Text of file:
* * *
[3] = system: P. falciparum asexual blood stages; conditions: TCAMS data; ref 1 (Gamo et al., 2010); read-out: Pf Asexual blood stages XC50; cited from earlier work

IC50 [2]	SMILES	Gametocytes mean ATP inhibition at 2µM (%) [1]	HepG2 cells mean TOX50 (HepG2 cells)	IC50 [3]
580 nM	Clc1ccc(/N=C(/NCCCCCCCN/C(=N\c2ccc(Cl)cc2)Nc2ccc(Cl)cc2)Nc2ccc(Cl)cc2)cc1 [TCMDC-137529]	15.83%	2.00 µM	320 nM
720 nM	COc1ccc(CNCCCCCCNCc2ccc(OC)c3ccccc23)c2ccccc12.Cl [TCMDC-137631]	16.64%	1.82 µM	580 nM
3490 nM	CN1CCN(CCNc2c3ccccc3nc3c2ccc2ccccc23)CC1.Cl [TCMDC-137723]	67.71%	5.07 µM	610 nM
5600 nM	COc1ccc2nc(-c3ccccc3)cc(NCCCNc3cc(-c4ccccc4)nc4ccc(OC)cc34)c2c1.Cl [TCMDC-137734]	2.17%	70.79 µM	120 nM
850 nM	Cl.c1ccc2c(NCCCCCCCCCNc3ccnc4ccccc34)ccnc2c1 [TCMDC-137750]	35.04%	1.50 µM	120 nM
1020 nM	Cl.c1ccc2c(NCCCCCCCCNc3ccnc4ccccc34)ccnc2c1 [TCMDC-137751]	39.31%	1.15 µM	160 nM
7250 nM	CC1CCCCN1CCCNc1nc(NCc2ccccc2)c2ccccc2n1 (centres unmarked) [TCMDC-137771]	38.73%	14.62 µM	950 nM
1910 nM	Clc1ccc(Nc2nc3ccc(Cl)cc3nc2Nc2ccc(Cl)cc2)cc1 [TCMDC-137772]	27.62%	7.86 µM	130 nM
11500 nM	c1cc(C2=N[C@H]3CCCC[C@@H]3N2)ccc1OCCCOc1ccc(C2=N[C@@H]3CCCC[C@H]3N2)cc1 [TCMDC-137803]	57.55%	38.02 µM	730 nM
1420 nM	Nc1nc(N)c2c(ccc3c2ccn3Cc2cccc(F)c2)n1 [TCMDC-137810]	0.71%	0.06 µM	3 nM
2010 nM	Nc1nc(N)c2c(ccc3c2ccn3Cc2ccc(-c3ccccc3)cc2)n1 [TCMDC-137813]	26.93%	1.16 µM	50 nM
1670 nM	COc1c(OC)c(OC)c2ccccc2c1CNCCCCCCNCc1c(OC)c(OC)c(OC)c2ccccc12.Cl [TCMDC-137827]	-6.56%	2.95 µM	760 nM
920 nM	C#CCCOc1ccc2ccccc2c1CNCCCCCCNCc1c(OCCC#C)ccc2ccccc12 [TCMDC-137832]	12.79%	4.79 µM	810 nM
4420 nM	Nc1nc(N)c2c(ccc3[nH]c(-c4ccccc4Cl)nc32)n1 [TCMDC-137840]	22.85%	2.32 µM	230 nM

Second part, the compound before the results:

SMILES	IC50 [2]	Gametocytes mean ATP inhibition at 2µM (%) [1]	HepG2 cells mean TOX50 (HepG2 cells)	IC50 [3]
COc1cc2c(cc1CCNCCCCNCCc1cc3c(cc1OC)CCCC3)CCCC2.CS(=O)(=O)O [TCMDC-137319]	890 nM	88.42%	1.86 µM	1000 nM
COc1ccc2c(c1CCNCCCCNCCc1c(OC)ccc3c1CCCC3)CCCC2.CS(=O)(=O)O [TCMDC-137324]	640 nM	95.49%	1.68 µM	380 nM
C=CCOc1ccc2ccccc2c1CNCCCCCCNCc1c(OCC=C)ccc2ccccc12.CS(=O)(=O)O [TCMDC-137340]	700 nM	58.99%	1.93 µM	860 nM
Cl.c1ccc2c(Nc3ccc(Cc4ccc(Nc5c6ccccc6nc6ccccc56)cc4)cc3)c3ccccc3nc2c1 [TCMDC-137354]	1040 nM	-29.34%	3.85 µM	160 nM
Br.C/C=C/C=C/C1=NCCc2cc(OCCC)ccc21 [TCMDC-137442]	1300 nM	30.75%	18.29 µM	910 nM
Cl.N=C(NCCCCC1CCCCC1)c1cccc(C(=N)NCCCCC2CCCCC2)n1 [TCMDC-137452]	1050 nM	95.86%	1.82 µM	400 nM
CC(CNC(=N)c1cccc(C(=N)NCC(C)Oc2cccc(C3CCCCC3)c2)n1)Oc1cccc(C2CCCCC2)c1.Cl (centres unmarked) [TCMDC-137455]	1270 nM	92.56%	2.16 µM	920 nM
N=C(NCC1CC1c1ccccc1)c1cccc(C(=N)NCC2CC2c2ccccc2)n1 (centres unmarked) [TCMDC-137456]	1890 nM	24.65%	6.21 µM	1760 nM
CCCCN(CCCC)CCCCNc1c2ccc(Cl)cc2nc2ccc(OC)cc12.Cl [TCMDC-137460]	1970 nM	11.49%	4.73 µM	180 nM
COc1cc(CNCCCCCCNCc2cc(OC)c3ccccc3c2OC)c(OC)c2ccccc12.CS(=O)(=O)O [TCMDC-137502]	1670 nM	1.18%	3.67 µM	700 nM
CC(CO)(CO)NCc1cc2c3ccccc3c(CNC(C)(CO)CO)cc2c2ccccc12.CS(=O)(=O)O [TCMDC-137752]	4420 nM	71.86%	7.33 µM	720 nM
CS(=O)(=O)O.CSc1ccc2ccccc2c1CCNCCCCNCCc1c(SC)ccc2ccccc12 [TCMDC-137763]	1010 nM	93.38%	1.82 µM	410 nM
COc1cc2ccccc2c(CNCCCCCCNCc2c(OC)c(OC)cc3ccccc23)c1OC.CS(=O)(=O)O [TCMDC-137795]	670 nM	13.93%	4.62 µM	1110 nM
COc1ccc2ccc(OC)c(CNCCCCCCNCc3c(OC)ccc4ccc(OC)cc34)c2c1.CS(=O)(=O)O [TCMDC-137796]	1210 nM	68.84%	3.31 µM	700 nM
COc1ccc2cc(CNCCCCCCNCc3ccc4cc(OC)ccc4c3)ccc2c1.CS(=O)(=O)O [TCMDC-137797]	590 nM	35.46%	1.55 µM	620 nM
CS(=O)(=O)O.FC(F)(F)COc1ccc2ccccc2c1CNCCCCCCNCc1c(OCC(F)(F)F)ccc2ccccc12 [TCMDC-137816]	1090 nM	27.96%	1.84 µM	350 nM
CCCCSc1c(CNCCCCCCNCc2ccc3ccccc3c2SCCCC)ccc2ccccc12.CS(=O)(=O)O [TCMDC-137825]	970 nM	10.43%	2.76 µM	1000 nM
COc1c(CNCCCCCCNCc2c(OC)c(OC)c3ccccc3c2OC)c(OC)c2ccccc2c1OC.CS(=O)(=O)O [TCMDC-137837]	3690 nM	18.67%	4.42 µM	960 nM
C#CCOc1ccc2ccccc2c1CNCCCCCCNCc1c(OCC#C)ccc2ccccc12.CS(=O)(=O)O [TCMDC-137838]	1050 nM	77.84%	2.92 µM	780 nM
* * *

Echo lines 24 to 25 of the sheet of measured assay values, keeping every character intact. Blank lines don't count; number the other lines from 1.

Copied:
Cl.N=C(NCCCCC1CCCCC1)c1cccc(C(=N)NCCCCC2CCCCC2)n1 [TCMDC-137452]	1050 nM	95.86%	1.82 µM	400 nM
CC(CNC(=N)c1cccc(C(=N)NCC(C)Oc2cccc(C3CCCCC3)c2)n1)Oc1cccc(C2CCCCC2)c1.Cl (centres unmarked) [TCMDC-137455]	1270 nM	92.56%	2.16 µM	920 nM